The last days of Socrates
Plato - Apology
the second speech
Towards the end of the first speech of the Apology Plato
relates that the five hundred or so strong jury before which
Socrates was standing trial found him guilty by a narrow majority
of sixty. Meletus moved that the sentence should be death, in
reply Socrates had the right to propose a sentence that the court
might select as an alternative.
This is the subject of the second speech:-
Although now an officially guilty man Socrates, true to his
own estimation of his past actions, suggested that he has
actually done great good to the state and that he deserved reward
rather than punishment!!!
The trial jury was asked to entertain the idea that he,
Socrates, should be maintained at public expense, such as was
awarded to famous Olympian charioteers, so that he would have
leisure to impart beneficial instruction.
Socrates then backtracked a little from this suggestion,
reminded the court that no one actually knew if death was a
disaster or a release, and said that he was reluctant to suggest
a real penalty in preference to death which might be a blessing.
He had no money to pay any fine, he did not feel he deserved
imprisonment, exile would bring great uncertainties for a man who
even in a foreign city was bound to continue to instuct towards
the "improvement of the soul".
Socrates openly suggested that he could himself pay a small
fine of one Mina but that his friends were prepared to pay, on
his behalf, a fine of thirty Minae.
In the event the trial jury thought that Socrates proposed
alternative - the fine of thirty minae - was significantly too
lenient and voted for the sentence of death rather than the fine
being imposed and voted that way by an increased majority.
Plato - Apology
the third speech
Socrates asked those who had voted in favour of his being
guilty to bear in mind that, even though he did not consider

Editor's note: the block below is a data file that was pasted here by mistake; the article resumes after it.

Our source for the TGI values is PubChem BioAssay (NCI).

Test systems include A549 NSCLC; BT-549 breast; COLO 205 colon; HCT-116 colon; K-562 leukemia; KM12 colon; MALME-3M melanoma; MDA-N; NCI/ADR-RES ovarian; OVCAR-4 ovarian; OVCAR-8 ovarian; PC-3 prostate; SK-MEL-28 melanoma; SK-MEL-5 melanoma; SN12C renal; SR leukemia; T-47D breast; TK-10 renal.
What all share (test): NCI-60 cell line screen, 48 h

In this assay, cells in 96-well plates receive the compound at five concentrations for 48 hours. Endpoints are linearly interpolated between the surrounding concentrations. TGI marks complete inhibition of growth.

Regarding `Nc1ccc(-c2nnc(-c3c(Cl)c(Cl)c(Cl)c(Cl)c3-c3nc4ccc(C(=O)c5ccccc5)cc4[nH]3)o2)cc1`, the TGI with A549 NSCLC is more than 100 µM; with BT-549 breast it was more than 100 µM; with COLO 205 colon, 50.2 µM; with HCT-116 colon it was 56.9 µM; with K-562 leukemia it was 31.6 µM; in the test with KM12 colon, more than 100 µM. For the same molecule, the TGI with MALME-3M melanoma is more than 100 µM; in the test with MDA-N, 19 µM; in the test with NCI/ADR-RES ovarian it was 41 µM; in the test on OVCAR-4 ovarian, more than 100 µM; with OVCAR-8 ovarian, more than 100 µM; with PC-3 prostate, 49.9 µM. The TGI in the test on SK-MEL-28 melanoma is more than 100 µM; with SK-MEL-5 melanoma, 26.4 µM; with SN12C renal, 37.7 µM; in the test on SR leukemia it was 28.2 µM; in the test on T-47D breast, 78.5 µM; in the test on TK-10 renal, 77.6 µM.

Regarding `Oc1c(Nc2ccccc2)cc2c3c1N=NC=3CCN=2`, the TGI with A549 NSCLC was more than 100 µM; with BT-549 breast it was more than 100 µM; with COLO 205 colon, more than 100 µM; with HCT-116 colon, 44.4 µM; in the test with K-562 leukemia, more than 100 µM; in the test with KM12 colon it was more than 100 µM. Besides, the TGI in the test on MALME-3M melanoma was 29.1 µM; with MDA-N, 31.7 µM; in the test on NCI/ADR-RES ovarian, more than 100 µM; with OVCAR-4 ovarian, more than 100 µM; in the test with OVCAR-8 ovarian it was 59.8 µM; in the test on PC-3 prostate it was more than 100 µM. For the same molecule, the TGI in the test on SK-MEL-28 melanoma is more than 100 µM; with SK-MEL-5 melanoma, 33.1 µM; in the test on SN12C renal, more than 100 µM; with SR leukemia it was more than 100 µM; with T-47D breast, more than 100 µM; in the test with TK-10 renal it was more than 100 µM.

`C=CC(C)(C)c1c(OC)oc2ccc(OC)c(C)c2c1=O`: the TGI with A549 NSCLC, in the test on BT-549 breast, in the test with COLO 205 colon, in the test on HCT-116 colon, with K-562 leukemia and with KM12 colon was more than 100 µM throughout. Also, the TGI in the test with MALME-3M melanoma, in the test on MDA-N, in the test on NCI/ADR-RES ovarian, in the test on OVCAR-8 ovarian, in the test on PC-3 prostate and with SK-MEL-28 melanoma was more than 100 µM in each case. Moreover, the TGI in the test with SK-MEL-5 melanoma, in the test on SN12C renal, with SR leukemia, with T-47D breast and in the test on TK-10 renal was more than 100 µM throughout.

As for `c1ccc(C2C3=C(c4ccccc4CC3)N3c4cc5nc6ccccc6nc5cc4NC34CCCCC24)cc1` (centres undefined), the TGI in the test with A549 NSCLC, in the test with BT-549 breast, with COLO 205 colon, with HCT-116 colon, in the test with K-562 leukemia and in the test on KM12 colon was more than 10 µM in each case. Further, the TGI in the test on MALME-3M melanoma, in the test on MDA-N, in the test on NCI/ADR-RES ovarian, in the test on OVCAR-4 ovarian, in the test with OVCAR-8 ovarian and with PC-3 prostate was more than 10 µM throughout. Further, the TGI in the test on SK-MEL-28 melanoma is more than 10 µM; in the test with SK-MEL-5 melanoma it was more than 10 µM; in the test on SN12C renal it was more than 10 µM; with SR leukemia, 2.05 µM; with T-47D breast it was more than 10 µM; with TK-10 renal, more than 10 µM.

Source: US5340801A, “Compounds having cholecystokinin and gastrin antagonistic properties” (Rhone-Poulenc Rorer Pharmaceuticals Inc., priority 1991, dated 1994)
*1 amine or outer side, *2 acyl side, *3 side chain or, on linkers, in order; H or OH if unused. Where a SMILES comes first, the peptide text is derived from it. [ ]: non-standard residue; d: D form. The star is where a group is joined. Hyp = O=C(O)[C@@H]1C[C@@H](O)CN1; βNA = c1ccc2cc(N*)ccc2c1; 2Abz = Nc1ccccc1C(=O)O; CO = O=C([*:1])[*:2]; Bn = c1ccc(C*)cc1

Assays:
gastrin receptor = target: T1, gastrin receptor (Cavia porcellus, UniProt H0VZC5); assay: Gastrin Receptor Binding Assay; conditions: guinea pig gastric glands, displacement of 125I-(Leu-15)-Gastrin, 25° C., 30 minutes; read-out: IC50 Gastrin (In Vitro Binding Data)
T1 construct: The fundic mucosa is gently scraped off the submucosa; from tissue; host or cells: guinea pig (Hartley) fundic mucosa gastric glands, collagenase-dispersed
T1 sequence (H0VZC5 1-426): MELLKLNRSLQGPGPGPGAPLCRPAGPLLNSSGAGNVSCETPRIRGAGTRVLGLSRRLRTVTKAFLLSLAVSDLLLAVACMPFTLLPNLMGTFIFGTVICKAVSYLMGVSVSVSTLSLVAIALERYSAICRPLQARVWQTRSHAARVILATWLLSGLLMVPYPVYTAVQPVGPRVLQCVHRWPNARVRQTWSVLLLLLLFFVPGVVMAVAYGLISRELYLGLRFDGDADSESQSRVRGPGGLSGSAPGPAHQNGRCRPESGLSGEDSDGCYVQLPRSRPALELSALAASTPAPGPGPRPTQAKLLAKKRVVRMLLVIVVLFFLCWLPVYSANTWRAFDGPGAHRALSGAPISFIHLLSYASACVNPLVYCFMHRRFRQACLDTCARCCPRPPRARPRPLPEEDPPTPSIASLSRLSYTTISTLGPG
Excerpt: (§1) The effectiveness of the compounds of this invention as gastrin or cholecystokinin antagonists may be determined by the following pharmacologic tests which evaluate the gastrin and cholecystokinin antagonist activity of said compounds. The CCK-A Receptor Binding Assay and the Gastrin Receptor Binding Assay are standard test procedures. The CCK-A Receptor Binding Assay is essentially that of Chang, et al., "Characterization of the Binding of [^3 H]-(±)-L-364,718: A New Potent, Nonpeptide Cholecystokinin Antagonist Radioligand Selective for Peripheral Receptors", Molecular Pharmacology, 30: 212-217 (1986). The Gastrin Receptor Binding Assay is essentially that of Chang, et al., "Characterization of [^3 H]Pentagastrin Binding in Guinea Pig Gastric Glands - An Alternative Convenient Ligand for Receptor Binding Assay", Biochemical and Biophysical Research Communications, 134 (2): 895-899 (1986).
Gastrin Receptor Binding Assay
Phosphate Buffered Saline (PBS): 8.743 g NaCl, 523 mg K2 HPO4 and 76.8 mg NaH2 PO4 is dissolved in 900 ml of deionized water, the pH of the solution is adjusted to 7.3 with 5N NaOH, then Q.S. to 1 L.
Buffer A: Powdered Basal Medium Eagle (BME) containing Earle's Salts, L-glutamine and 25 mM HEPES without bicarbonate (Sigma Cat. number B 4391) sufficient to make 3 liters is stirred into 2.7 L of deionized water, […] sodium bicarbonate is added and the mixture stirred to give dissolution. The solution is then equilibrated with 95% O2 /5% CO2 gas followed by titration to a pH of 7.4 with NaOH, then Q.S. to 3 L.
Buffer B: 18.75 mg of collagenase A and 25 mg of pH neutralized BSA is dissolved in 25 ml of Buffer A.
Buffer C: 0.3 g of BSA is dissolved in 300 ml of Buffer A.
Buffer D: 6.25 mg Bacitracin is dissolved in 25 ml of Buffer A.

himself to be wise, the rivals of Athens would say that the
Athenians had ordered the death of a wise man who lived among
them. He also reminded those who had condemned him that although
he was not to be around much longer as a Gadfly other, younger,
and possibly less considerate, people might well fulfil the same
role in the future.
To those who had voted in favour of his being declared innocent
Socrates gave assurances that he was not afraid of death, his
sure guide - the inner Oracle or sign, - had not made its
presence felt in ways that would have led him to believe he was
on a wrong path.
Whether death led to a state of utter unconciousness or else to
a transmigration of the soul Socrates foresaw something that
would be not completely unwelcome.
To go into an eternity of a single, quiet, night or else to
have the opportunity as a transmigrated soul to converse with,
and to question, the heroes in Hades.
Amongst his closing remarks Socrates asked his friends there
present to visit punishments and troubles on his three sons if
they seemed to care more about riches than about virtue, or if
they seemed to be pretentious.
Socrates' closing words in this third speech of Plato's
The hour of departure has arrived, and we
go our ways - I to die, and you to live. Which is better God only
In most circumstances Socrates would have been obliged to
submit to execution by drinking the deadly poison Hemlock within
twenty four hours of his sentence. It happened however that
executions were traditionally suspended whilst a certain sacred
ship made an annual voyage to the Island of Delos. This ship was
presently on the seas and this allowed a certain stay of
The ensuing events are related by Plato in his Euthyphro and
Crito. More details can be accessed by following this
Socrates trial, last days, and death